Sunday, July 25, 2010

Plum Farm again...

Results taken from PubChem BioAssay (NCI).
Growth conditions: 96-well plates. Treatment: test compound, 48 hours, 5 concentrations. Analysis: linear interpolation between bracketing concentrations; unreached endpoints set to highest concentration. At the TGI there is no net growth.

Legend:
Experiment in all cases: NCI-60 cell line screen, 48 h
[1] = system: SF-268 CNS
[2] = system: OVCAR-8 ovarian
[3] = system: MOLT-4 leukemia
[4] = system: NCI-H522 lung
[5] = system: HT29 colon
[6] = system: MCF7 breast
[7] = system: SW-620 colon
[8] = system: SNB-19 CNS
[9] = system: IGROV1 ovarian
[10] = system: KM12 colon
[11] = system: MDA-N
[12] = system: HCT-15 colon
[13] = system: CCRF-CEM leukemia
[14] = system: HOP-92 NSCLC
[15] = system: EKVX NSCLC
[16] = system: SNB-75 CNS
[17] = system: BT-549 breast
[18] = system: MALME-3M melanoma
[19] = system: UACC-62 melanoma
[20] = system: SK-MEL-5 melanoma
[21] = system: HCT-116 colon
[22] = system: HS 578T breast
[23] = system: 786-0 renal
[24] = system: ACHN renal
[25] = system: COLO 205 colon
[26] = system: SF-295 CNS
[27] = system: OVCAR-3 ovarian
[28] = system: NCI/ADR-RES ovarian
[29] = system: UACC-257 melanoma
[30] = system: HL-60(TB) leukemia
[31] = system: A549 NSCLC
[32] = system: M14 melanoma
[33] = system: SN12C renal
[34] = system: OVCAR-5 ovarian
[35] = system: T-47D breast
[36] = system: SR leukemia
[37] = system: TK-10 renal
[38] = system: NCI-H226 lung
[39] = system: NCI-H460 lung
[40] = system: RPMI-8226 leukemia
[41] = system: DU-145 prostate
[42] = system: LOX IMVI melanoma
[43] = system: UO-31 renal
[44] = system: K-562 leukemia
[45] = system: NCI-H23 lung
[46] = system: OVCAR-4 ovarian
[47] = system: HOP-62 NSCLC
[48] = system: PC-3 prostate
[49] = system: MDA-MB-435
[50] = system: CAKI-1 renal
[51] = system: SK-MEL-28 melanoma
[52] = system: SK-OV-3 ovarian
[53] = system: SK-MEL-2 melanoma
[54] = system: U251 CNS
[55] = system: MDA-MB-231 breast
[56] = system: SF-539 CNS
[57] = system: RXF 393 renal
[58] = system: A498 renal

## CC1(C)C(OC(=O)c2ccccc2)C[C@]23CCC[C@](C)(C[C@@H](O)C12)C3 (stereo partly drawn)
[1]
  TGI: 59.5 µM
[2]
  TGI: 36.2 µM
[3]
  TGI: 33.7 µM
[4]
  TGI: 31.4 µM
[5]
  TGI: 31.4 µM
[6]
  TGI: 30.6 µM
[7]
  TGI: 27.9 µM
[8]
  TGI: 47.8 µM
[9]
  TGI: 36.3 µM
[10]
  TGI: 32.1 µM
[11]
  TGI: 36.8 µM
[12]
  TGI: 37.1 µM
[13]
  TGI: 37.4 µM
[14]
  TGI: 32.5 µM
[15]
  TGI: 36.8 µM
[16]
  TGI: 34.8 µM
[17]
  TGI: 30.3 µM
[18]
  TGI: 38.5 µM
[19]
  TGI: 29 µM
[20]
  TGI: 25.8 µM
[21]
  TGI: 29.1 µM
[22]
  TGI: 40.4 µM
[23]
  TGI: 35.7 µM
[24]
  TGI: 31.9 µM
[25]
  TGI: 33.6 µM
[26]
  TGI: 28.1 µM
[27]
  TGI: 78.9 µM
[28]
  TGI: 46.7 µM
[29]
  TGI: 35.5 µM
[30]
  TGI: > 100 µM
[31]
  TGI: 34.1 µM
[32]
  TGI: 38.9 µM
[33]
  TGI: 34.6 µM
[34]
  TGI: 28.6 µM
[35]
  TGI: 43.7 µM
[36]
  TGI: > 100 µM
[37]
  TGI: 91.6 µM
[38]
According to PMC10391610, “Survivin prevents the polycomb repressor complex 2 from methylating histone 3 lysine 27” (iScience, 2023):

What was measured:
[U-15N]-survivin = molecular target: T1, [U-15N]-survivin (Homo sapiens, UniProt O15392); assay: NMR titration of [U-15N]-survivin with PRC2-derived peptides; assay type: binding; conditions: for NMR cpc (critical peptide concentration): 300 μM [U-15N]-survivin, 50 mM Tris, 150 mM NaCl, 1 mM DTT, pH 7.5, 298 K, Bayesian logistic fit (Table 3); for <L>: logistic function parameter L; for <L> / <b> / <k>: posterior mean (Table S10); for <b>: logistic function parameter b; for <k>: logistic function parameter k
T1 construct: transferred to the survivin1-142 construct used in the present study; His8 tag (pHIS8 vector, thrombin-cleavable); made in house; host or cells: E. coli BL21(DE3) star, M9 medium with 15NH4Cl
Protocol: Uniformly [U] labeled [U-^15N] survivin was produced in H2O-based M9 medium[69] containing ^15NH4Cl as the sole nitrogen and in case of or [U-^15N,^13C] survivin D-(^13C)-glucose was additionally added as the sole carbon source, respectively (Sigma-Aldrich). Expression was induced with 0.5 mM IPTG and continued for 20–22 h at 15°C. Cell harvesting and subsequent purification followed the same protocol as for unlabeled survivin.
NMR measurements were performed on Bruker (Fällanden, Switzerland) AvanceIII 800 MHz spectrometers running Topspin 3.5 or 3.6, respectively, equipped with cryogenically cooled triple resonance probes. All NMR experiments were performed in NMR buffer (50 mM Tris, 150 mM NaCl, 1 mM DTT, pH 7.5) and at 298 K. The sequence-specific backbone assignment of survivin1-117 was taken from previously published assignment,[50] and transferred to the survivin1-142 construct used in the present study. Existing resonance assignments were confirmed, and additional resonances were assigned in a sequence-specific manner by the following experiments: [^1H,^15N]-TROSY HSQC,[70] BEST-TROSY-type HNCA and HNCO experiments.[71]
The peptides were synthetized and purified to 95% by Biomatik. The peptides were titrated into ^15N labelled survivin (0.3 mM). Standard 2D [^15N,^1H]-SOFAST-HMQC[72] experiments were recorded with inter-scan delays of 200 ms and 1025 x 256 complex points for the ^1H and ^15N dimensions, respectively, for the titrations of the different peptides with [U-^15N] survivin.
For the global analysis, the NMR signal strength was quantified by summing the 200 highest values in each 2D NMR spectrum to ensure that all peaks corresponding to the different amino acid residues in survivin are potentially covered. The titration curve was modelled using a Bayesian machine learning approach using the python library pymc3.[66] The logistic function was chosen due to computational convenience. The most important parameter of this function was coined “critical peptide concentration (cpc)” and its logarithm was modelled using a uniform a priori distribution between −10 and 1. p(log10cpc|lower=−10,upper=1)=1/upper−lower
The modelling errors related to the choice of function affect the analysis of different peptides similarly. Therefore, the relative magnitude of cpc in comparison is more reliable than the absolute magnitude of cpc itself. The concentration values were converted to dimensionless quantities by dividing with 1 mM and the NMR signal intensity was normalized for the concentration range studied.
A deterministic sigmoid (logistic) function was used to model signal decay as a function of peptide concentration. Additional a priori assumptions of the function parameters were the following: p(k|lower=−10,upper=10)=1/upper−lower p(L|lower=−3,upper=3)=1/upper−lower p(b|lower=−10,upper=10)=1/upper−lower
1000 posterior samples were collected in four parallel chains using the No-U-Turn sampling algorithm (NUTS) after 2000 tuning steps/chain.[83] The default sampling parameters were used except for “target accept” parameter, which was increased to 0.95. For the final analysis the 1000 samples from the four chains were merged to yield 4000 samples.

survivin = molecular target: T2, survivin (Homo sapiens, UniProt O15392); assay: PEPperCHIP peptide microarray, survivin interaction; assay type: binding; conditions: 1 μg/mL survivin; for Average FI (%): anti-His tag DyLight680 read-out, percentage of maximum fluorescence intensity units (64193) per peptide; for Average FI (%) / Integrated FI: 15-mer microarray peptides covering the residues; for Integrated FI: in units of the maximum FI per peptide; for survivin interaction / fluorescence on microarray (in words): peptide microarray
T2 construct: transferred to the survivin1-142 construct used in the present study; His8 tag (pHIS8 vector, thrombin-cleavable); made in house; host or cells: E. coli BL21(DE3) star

Some friends have asked why I posted Robert Lewis Stevenson. One friend said it was very retro. It's funny because this poem always meant a lot to me. It is not just farewell to the farm, but farewell to childhood, to innocense. To everything...This poem and Dylan Thomas' Fern Hill have stayed in my mind as poems about saying good-bye to our childhood selves. Where time doesn't matter and everything feels infinite and eternal. My father always wanted a farm. He dreamed of owning one. At his memorial service I had my nephew, Bill, read the Stevenson poem. From A Child's Garden of Verses, of course. I can still almost recite that book by heart. I read those poems over and over as a child. "I have a little shadow that goes in and out with me..." Anyway below I have written that my cousins sold Plum Farm the day we arrived a couple weeks ago. Places can become like people to us. In today's NYTimes Verlyn Klingkenborn writes about his garden. How a perennial garden is as much about memory as it is about plants. This is for me what happens with places. It is not simply the geography, the architecture, the antiques. It is something we laughed over, the pileated woodpecker that flew by, the times in the sugar shack when I painted all day and no one disturbed. It is meals of grilled steak, corn, tomato and basil salad. Summer menus, great wine, wonderful friends. I love that poignant moment at the end of one of my favorite books, Lucy Gayheart by Willa Cather (a novella), when the man who once loved her see a childhood footprint Lucy has left behind in the cement. What could be more poignant than that? And we leave our footprints everywhere we go.

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